The Haunted Castle (1897 French film)

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The Haunted Castle
Méliès, Le château hanté (Star Film 96, 1897).jpg
A frame from the film
Directed by Georges Méliès
Release date
Running time
Country France
Language Silent film

Le Château hanté, released in the United States as The Devil's Castle and in Britain as The Haunted Castle, is an 1897 French short silent film directed by Georges Méliès.[1] The film is about a man who enters a haunted castle and is constantly taunted by spirits inside the castle.


Two men enter a room in a castle; one offers a chair to the other, and then exits. The remaining man attempts to sit down, but the chair moves away from him and he falls to the ground. When the man approaches the chair, it turns first into a ghost, then a skeleton, and then an armored knight; then it disappears completely. Turning, the man finds himself confronted by Satan. He attempts to escape, but his way is blocked by a ghost.

Production and release[edit]

The film marks the second appearance of Satan as a character in a Méliès film (the first was Le Manoir du diable the previous year).[2] The special effects in the film were created using the editing technique known as the substitution splice.[3] One moment in the film, the transformation of the ghostly figure into a knight in armor, prefigures numerous sight gags involving armor that became popular during the silent era in comedy films.[4]

Le Château hanté was released by Méliès's Star Film Company and is numbered 96 in its catalogues.[1] The English film pioneer George Albert Smith, a corresponding friend and colleague of Méliès, was among the buyers of the film; Smith himself experimented extensively with similarly ghostly topics in his own films made around the same time.[5] Smith is sometimes credited with a lost 1897 film of his own on the same subject, and also called The Haunted Castle, but this title may simply be the Méliès film, mistakenly attributed to Smith by later film scholars.[6]

The film was the first Méliès work to be hand-colored at the coloring lab run by Elisabeth Thuillier.[7] A hand-colored print of Le Château hanté survives; its straightforward color scheme uses a red tone to help the characters stand out from the painted backdrop (although the tones also help distract the eye from the editing tricks used).[3] Méliès went on to have Thuillier and her lab workers hand-color many of his films; later collaborations between Méliès and Thuillier were much more elaborate in their use of color.[3]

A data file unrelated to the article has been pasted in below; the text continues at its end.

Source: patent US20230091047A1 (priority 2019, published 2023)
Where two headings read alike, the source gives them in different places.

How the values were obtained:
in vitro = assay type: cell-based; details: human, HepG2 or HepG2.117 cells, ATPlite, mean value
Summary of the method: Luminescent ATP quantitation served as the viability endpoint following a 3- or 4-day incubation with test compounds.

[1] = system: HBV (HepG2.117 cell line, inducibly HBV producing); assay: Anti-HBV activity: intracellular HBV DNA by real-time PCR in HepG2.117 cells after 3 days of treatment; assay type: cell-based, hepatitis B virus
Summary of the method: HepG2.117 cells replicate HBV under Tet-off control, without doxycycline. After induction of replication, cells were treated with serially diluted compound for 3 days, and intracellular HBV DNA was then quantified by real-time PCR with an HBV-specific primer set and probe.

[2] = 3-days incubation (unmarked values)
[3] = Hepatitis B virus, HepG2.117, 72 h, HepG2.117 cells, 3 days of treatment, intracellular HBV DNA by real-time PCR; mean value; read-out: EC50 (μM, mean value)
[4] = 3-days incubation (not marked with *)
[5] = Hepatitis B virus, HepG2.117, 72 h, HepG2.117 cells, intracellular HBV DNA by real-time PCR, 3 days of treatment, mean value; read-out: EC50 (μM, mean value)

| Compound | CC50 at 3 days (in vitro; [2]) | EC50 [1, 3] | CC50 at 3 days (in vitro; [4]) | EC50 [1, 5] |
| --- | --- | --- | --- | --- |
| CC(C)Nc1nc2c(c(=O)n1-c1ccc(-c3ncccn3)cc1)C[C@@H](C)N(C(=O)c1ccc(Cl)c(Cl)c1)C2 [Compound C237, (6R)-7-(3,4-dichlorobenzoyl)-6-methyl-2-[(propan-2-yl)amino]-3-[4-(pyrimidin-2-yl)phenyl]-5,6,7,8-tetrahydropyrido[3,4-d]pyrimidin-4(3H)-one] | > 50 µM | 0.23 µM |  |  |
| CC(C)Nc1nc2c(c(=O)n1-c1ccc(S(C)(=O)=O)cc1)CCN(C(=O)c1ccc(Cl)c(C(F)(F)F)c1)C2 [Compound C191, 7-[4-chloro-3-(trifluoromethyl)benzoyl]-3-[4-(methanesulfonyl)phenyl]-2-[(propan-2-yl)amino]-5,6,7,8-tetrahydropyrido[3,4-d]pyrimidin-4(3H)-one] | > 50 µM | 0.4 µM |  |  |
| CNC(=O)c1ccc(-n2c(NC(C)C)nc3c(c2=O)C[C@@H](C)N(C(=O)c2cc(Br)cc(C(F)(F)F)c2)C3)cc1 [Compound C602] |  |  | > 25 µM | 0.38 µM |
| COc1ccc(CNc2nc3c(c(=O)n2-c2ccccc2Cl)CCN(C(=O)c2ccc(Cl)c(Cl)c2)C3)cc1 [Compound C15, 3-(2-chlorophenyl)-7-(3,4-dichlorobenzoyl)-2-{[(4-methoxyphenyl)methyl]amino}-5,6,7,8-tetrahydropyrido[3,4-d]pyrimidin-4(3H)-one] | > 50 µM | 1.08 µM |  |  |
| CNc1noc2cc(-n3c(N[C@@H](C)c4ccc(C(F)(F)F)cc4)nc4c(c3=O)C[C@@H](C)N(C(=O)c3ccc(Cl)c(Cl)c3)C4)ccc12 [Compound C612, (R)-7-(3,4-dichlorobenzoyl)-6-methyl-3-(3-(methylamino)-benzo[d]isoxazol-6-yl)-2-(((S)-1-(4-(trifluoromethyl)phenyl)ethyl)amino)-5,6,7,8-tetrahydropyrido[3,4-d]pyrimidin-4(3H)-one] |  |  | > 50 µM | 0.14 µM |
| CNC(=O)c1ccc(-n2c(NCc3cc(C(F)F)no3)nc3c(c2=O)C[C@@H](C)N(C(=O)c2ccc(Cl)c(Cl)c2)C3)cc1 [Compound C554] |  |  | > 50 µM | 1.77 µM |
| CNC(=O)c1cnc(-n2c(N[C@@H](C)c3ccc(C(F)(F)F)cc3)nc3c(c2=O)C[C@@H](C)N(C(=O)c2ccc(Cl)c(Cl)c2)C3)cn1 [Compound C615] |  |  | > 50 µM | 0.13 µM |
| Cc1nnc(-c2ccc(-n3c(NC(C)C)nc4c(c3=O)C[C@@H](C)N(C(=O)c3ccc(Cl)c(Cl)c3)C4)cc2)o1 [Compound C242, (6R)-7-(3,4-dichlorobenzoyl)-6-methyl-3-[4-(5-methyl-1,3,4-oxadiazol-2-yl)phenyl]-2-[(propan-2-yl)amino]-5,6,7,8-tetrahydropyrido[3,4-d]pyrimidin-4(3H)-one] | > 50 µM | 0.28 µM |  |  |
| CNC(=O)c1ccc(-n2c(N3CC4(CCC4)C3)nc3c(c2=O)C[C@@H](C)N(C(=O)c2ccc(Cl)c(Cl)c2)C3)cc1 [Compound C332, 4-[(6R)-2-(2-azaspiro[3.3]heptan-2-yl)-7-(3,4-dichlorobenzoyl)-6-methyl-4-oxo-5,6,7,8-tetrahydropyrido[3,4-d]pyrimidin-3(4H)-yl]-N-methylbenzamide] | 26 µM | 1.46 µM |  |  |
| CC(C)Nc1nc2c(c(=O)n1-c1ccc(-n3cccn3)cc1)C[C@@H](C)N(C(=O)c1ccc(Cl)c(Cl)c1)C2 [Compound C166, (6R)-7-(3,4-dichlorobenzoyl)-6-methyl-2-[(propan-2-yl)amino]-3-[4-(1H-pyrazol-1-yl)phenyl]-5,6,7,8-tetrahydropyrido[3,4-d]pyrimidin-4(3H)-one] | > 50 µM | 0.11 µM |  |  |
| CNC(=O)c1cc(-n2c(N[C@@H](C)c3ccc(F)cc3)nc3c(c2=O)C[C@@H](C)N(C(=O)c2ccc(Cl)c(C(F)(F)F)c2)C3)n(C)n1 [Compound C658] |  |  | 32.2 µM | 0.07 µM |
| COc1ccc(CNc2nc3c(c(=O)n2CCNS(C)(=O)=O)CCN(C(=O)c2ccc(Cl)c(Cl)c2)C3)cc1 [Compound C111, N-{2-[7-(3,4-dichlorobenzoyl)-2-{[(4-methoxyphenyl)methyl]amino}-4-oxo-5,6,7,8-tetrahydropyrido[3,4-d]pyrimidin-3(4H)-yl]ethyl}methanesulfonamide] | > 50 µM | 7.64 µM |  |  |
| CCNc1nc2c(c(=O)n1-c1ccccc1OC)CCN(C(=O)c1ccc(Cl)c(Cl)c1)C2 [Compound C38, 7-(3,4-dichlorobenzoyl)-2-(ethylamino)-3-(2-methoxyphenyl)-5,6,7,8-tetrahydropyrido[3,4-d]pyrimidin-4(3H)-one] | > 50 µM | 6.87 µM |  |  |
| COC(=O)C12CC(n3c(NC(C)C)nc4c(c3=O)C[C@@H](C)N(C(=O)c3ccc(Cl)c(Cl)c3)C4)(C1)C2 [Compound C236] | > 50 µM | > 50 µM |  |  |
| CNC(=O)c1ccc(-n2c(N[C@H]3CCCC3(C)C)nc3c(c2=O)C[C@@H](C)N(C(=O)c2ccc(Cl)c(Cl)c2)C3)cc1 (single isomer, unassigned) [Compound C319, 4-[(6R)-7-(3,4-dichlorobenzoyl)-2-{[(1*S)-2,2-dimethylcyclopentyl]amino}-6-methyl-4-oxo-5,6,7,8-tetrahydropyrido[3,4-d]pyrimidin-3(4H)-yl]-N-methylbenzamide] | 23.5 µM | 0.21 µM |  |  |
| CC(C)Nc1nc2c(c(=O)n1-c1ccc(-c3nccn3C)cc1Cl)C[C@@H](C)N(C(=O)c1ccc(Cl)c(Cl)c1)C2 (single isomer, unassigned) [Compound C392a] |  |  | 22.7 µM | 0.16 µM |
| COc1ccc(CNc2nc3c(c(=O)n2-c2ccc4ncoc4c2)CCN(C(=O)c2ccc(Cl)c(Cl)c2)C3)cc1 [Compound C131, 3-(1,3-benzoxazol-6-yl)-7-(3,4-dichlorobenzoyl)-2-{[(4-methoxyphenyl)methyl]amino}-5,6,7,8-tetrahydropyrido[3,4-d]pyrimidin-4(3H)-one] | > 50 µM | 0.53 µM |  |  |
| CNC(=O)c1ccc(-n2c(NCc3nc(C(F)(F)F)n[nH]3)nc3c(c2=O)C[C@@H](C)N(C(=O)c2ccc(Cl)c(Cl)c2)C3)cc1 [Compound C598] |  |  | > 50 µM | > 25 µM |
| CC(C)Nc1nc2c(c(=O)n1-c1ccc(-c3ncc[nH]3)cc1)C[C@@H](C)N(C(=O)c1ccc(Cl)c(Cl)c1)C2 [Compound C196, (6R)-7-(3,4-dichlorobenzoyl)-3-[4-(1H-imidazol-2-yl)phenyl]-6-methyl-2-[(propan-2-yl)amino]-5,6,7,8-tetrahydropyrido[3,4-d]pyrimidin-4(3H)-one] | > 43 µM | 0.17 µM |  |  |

See also[edit]


  1. ^ a b Malthête, Jacques; Mannoni, Laurent (2008), L'oeuvre de Georges Méliès, Paris: Éditions de La Martinière, p. 337, ISBN 9782732437323 
  2. ^ Malthête, Jacques (1992), "Méphisto-Méliès et les thèmes religieux chers à Pathé", in Cosandey, Roland, Une invention du diable?: cinéma des premiers temps et religion, Sainte-Foy: Presses de l'Univ. Laval, pp. 223–9 
  3. ^ a b c Yumibe, Joshua (2012), Moving Color: Early Film, Mass Culture, Modernism, New Brunswick, NJ: Rutgers University Press, pp. 71–2 
  4. ^ Balducci, Anthony (2012), The Funny Parts: A History of Film Comedy Routines and Gags, Jefferson, NC: McFarland, p. 237 
  5. ^ Jones, David J. (2011), Gothic Machine: Textualities, Pre-Cinematic Media and Film in Popular Visual Culture, 1670–1910 (ebook edition), Cardiff: University of Wales Press, p. 184 
  6. ^ Barnes, John (1983), The Rise of the Cinema in Great Britain, London: Bishopsgate Press, p. 86 
  7. ^ Frazer, John (1979), Artificially Arranged Scenes: The Films of Georges Méliès, Boston: G. K. Hall & Co., p. 150, ISBN 0-8161-8368-6 

External links[edit]